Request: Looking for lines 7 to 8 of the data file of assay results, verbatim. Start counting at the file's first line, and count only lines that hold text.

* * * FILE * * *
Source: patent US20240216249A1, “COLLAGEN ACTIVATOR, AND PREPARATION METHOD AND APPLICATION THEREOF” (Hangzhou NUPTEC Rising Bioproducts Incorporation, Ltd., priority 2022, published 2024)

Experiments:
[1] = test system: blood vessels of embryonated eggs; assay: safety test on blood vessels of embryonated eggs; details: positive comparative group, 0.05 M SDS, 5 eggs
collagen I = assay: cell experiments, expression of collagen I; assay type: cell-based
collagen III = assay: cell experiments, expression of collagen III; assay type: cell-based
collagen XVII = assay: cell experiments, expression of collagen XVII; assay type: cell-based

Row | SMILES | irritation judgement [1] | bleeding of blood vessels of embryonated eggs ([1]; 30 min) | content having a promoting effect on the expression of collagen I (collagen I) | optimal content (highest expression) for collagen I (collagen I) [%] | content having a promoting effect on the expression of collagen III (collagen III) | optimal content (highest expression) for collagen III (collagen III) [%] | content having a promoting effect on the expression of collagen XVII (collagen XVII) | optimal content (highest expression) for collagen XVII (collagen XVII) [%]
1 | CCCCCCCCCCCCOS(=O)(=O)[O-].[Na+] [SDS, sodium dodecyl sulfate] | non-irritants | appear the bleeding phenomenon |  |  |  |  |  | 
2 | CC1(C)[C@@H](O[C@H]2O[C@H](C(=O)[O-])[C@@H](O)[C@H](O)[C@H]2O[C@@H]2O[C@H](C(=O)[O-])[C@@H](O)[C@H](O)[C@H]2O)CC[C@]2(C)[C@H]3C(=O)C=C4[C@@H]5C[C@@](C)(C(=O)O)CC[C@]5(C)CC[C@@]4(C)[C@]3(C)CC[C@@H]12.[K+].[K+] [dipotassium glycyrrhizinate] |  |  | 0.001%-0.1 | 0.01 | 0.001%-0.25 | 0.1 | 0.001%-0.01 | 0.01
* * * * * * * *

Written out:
Row | SMILES | irritation judgement [1] | bleeding of blood vessels of embryonated eggs ([1]; 30 min) | content having a promoting effect on the expression of collagen I (collagen I) | optimal content (highest expression) for collagen I (collagen I) [%] | content having a promoting effect on the expression of collagen III (collagen III) | optimal content (highest expression) for collagen III (collagen III) [%] | content having a promoting effect on the expression of collagen XVII (collagen XVII) | optimal content (highest expression) for collagen XVII (collagen XVII) [%]
1 | CCCCCCCCCCCCOS(=O)(=O)[O-].[Na+] [SDS, sodium dodecyl sulfate] | non-irritants | appear the bleeding phenomenon |  |  |  |  |  | 